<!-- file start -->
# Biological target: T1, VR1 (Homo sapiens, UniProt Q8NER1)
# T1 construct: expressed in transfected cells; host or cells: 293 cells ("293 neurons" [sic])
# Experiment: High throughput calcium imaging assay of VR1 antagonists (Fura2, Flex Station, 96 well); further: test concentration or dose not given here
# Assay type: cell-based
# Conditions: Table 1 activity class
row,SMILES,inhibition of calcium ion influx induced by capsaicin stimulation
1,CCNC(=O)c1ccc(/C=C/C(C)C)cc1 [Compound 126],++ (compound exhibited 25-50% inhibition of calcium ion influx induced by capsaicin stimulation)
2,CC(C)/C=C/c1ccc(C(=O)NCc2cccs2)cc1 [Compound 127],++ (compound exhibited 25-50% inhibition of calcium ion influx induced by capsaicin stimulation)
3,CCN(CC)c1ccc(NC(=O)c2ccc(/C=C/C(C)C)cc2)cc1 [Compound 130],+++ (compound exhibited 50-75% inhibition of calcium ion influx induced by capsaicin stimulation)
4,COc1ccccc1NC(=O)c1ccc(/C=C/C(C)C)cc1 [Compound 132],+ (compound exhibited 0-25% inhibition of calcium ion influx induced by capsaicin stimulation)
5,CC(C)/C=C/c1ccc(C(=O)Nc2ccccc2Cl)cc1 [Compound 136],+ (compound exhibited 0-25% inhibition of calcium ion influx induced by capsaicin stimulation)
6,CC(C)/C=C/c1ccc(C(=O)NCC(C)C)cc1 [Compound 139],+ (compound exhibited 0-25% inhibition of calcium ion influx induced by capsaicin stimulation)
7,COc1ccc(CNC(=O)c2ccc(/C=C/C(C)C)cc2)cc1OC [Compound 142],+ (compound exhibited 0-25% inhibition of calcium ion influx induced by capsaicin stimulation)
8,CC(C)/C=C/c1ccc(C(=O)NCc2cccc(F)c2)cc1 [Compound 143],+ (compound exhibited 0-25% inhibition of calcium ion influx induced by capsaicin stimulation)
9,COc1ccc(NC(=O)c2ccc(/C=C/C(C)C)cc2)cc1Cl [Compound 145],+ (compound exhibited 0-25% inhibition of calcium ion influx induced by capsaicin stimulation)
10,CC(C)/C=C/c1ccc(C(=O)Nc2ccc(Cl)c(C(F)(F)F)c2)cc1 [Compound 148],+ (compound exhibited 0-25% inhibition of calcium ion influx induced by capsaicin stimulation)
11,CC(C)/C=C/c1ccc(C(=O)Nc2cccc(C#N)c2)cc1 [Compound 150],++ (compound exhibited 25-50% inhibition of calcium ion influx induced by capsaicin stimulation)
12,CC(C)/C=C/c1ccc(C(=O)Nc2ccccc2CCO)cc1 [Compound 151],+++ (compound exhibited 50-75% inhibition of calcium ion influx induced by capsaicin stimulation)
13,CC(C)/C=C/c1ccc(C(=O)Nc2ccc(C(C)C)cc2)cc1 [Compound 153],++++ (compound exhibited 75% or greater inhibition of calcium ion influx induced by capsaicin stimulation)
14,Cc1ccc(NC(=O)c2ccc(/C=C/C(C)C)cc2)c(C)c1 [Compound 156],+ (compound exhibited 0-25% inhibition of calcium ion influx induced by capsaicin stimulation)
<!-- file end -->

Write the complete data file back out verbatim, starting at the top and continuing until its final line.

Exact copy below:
# Biological target: T1, VR1 (Homo sapiens, UniProt Q8NER1)
# T1 construct: expressed in transfected cells; host or cells: 293 cells ("293 neurons" [sic])
# Experiment: High throughput calcium imaging assay of VR1 antagonists (Fura2, Flex Station, 96 well); further: test concentration or dose not given here
# Assay type: cell-based
# Conditions: Table 1 activity class
row,SMILES,inhibition of calcium ion influx induced by capsaicin stimulation
1,CCNC(=O)c1ccc(/C=C/C(C)C)cc1 [Compound 126],++ (compound exhibited 25-50% inhibition of calcium ion influx induced by capsaicin stimulation)
2,CC(C)/C=C/c1ccc(C(=O)NCc2cccs2)cc1 [Compound 127],++ (compound exhibited 25-50% inhibition of calcium ion influx induced by capsaicin stimulation)
3,CCN(CC)c1ccc(NC(=O)c2ccc(/C=C/C(C)C)cc2)cc1 [Compound 130],+++ (compound exhibited 50-75% inhibition of calcium ion influx induced by capsaicin stimulation)
4,COc1ccccc1NC(=O)c1ccc(/C=C/C(C)C)cc1 [Compound 132],+ (compound exhibited 0-25% inhibition of calcium ion influx induced by capsaicin stimulation)
5,CC(C)/C=C/c1ccc(C(=O)Nc2ccccc2Cl)cc1 [Compound 136],+ (compound exhibited 0-25% inhibition of calcium ion influx induced by capsaicin stimulation)
6,CC(C)/C=C/c1ccc(C(=O)NCC(C)C)cc1 [Compound 139],+ (compound exhibited 0-25% inhibition of calcium ion influx induced by capsaicin stimulation)
7,COc1ccc(CNC(=O)c2ccc(/C=C/C(C)C)cc2)cc1OC [Compound 142],+ (compound exhibited 0-25% inhibition of calcium ion influx induced by capsaicin stimulation)
8,CC(C)/C=C/c1ccc(C(=O)NCc2cccc(F)c2)cc1 [Compound 143],+ (compound exhibited 0-25% inhibition of calcium ion influx induced by capsaicin stimulation)
9,COc1ccc(NC(=O)c2ccc(/C=C/C(C)C)cc2)cc1Cl [Compound 145],+ (compound exhibited 0-25% inhibition of calcium ion influx induced by capsaicin stimulation)
10,CC(C)/C=C/c1ccc(C(=O)Nc2ccc(Cl)c(C(F)(F)F)c2)cc1 [Compound 148],+ (compound exhibited 0-25% inhibition of calcium ion influx induced by capsaicin stimulation)
11,CC(C)/C=C/c1ccc(C(=O)Nc2cccc(C#N)c2)cc1 [Compound 150],++ (compound exhibited 25-50% inhibition of calcium ion influx induced by capsaicin stimulation)
12,CC(C)/C=C/c1ccc(C(=O)Nc2ccccc2CCO)cc1 [Compound 151],+++ (compound exhibited 50-75% inhibition of calcium ion influx induced by capsaicin stimulation)
13,CC(C)/C=C/c1ccc(C(=O)Nc2ccc(C(C)C)cc2)cc1 [Compound 153],++++ (compound exhibited 75% or greater inhibition of calcium ion influx induced by capsaicin stimulation)
14,Cc1ccc(NC(=O)c2ccc(/C=C/C(C)C)cc2)c(C)c1 [Compound 156],+ (compound exhibited 0-25% inhibition of calcium ion influx induced by capsaicin stimulation)